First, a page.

A circa 1880's poster
with a picture of a can-can dancer in the midst of a high kick hung above my white-canopied
bed, on the green checked wallpapered walls of my girlhood bedroom. Every night, in the hours spent
dreaming, these words hung over my head:
She Dances, Recites Poetry,
She does it all!
Bucket O'Blood Saloon
Virginia City, Nevada
I'm Karen Suzanne. I basically became a can-can dancer, an actress, and
a writer of poetry and slightly amusing anecdotes.
On the walls of Palmer Chinchen's childhood house in Africa was a tapestry
of the last supper.
Palmer became a pastor.
My husband's boyhood bedroom walls were covered in all things Star Wars.
While my husband resembles Mark Hammil, remains jealous of Harrison Ford,
and still gets a little disoriented when you mention Carrie Fisher and gold
bikini in the same sentence, that's where the imprint ends. He does kind
of look like Mark Hammil though...
In my oldest daughter Hannah’s room hangs a painting of stripes in various
lengths and colors with the words "Be Original" along the bottom, a
poster of 12 distinctly different cupcakes, a few monkey posters and an
autographed poster of the Rockettes. Oh, on the wall opposite her bed, so the
last view she sees at night and the first thing she sees in the morning is a
mural I painted on her wall of a castle high in a cloud with the words Once Upon A Time...
Hannah wants to be Cinderella. She is hoping to attend Chapman University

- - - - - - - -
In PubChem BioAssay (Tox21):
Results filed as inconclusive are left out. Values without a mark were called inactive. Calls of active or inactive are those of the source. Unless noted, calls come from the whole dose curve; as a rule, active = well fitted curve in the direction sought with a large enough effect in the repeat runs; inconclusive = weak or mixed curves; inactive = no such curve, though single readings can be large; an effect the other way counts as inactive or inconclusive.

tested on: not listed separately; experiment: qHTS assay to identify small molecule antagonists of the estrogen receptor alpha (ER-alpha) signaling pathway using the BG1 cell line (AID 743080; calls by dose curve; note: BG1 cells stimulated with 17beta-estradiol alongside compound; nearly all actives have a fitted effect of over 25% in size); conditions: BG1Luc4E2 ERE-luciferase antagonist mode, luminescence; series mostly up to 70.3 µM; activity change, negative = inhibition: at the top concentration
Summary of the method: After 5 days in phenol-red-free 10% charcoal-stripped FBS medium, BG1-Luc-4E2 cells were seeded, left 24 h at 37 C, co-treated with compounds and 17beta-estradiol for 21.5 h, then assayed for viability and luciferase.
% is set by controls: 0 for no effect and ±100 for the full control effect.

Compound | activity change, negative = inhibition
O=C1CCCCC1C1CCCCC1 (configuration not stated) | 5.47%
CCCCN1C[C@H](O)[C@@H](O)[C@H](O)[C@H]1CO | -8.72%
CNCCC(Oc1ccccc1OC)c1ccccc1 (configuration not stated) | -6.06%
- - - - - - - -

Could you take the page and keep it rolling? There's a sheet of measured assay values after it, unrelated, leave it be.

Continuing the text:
when she graduates, partly because it's a 10 minute train ride to Disneyland.
Where she could get a job as Cinderella. (Ultimately, she wants to be an
occupational therapist…and a Rockette.)
Talia, my youngest daughter has the word hope in various sizes, shapes and
forms all over her room. Her middle name is Hope. Hanging directly above her
head board is a mirror that is surrounded with pictures of her friends, the
little pictures that you take in photo booths. Not one of them is serious.
Talia wants to be a neuro-biologist and a photographer, but after she is
married and has 3 kids. It’s not incredibly likely that one of the kids will be
On the top of the mirror in their bathroom is a quote by Ghandi "Be the
change you want to see in the world." I'm not sure they've ever seen it.
They're teenage girls... their focus is on who is staring back at them. As it
should be at this point. But, I have hope that one day they will look up.
When I was preparing their nursery, I agonized over paint swatch colors for
weeks. I asked anyone who seemed to have a reasonable handle on humanity what
color meant in the years spent forming an individual. I sincerely wanted a
color that would be both soothing and stimulating and would help guarantee the
inhabitant of the room acceptance into Julliard. The last person I asked for
input replied "I think you're asking too much of a color."
I settled on a kind of blue/gray with a classic Winnie the Pooh wallpaper